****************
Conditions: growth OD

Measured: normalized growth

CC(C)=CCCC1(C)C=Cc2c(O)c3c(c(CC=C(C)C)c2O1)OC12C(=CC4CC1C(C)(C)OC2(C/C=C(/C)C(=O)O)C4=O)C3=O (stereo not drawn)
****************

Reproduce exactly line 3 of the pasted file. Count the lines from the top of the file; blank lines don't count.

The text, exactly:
CC(C)=CCCC1(C)C=Cc2c(O)c3c(c(CC=C(C)C)c2O1)OC12C(=CC4CC1C(C)(C)OC2(C/C=C(/C)C(=O)O)C4=O)C3=O (stereo not drawn)